Mark Consuelos talks about role in “American Horror Story: Asylum”

Mark Consuelos guest starred this season on the hit FX series “American Horror Story: Asylum”, where he plays the role of ‘Spivey,’ an inmate at Briarcliff who we first seen during a rough encounter with another character. Mark’s character recently reappeared during the episode titled “The Origins of Monstrosity”. Media Mikes had the chance to talk recently with Mark about his appearance on the show.

Adam Lawton:  Can you tell us how you got involved in this part?
Mark Consuelos: Yes. I am friends with Ryan Murphy and he wanted to talk about this particular project. We had dinner one night and he explained the role and how ‘Spivey’ was going to look. We really got into the physical characteristics of ‘Spivey’ and he did warn me that he’s going to be a super dark kind of character, extremely demented, and for me I said, you understand that’s exactly why I would want to play ‘Spivey.’

AL: Were you allowed to give your own input in developing the character yourself, or did they have a certain agenda for you to work the character?
MC: I think that with most good scripts and good shows they expect the actor to bring some of their ideas and some of the things, the back story of the character, or just certain aspects, they expect the actor to do some of that stuff, and I think it’s always a good collaboration between the actor, the writer and the director to try stuff out during the process. I think what was really great is that people were open to certain things and they would let you know if that was something they wanted you to do more, cut that in half, do more of that, we need you to do this, but I feel like on any really good show everybody comes with their own stuff and you want to try as much as you can. I would say that the character was really clear in some of the things that he’d been doing and some of these actions, so it makes it easier for the actor. With this character there wasn’t really a lot of gray area here. They wrote him very specifically, which I really appreciated.  But just because they are very specific about those things, it doesn’t mean that it limits you. Actually, it makes those possibilities and some of your choices even greater.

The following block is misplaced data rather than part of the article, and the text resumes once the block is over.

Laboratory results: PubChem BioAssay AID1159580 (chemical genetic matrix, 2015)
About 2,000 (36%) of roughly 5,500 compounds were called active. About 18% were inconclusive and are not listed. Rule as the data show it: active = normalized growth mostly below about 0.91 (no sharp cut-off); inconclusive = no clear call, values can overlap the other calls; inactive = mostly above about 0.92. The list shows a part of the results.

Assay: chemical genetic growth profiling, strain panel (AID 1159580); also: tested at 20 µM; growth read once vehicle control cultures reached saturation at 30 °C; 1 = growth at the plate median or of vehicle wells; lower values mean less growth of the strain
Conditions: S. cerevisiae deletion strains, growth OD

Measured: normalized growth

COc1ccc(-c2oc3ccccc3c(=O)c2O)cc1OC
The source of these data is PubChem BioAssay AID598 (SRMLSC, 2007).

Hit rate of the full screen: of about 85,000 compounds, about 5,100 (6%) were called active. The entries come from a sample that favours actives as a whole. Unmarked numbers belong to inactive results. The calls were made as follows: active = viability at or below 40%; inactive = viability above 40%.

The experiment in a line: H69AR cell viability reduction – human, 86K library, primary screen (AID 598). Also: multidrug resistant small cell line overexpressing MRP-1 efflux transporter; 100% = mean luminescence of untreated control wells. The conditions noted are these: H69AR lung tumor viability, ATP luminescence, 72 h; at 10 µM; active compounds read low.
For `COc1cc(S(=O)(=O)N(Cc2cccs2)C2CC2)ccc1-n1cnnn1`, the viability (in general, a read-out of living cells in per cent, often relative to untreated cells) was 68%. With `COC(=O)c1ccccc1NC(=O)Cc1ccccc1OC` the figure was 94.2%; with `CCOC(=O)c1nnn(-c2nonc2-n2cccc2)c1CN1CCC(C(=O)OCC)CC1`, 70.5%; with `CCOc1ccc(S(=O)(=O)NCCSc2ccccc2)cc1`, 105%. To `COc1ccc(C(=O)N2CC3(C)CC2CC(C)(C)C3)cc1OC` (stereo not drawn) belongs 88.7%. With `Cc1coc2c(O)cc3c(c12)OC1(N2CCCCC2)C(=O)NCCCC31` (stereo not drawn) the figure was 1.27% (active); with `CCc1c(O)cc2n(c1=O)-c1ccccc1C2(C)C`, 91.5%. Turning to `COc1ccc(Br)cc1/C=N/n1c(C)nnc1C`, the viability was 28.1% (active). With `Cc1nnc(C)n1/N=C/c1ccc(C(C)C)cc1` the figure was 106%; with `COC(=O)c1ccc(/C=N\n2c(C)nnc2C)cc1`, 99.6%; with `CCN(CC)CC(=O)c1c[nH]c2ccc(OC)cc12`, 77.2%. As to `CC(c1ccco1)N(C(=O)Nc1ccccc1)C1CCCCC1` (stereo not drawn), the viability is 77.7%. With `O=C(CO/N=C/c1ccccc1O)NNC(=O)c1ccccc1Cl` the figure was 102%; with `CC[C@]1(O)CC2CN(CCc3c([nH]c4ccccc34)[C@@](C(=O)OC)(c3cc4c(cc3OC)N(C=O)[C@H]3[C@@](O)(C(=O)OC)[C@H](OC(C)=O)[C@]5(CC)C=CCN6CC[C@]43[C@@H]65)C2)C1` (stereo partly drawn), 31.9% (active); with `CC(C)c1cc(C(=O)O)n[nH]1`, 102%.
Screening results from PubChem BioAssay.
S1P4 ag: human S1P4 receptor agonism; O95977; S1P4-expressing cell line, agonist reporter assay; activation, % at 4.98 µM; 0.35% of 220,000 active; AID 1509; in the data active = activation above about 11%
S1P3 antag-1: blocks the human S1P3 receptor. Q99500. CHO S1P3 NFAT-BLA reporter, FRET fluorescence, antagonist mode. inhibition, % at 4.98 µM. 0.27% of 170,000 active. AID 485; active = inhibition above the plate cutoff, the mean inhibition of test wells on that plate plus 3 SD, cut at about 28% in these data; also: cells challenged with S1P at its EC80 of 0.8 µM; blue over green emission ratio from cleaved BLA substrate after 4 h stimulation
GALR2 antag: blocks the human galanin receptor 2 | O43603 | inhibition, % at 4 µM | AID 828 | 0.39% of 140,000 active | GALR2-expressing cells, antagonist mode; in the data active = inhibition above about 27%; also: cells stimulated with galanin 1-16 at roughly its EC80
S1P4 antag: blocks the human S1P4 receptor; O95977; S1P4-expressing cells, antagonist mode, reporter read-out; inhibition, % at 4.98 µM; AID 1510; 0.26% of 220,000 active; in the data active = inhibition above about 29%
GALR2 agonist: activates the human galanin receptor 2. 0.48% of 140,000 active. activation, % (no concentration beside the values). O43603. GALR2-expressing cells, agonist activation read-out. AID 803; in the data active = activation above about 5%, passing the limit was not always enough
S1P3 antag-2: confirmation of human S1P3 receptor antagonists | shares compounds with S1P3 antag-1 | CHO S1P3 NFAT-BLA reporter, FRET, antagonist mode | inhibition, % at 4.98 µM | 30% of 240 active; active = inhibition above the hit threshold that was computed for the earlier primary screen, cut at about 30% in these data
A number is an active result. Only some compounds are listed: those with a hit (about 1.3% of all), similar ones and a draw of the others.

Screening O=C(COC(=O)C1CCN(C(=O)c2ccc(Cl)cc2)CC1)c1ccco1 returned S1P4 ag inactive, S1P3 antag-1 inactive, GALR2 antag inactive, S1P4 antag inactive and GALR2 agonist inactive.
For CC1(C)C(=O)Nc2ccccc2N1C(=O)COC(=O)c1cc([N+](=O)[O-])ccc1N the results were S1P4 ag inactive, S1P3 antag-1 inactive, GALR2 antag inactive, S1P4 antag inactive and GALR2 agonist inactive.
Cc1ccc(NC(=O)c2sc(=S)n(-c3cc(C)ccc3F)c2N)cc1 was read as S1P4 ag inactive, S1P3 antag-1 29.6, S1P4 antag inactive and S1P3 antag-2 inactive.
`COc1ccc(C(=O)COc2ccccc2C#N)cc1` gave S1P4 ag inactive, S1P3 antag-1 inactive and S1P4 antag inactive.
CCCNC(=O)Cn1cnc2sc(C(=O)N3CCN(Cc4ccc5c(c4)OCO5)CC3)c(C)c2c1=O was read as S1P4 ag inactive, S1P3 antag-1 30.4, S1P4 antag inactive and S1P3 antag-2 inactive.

AL: Would you say that you’re more of a fan of that type of direction, or do you like to sometimes havea little bit more defining in a role?
MC: No, I love the collaboration. I think every actor would probably say that it’s always a collaboration and if you ask directors they expect the actors to bring something. They don’t want to be thinking for everybody.  I think I enjoy this kind of – again, I think it was a hybrid of both.  There was a lot of collaboration but it was also very, very specific with an extremely specific views, especially from Ryan, on certain things that I thought were really good.  You have to have a specific view and you have to be pretty precise about that.  I think as an actor it’s always great to have a little bit of both

AL: What was the make-up process like for this role?
MC: It took anywhere from two and a half to three and a half hours, depending on what’s going on.  Whenever they say it’s going to take that long I’m like, yes, right, there’s no way, what’s so
hard about that.  But these guys are definitely artists.  They’re amazing at what they do. Just
getting it on and then once they get the stuff on the prosthetics, the way they go about touching
them up and painting them and adjusting them, like I said they’re really artists.

AL: With the show being so dark how do you protect yourself from taking that character and the tension of the storytelling home with you every night?
MC: As dark as you think the stuff that you’re doing as an actor on that show is, once you watch it you’re like, oh, man, it could have been a lot darker, having seen some of the other things that people were doing.  And so I don’t know, I saw it as such a great opportunity that I literally had so much fun doing it and there was excitement about doing it, and I didn’t have that much trouble separating myself from what was going on, on set.

AL: It was just announced that the show is being picked up for a third season. Would you be interested in being on the show again for next season?
MC: Absolutely! It’s been so fun just to be part of it, the whole buzz around the show is exciting, and then when it actually starts airing people absolutely love it. I got extreme street credibility from my high school aged son, he’s like, “Dad, the fact that you’re in “American Horror Story” is absolutely cool.” I was like, “I’m not sure if it’s appropriate for you.” And he was like, “Dad, come on, I’m a New York City kid in high school”.

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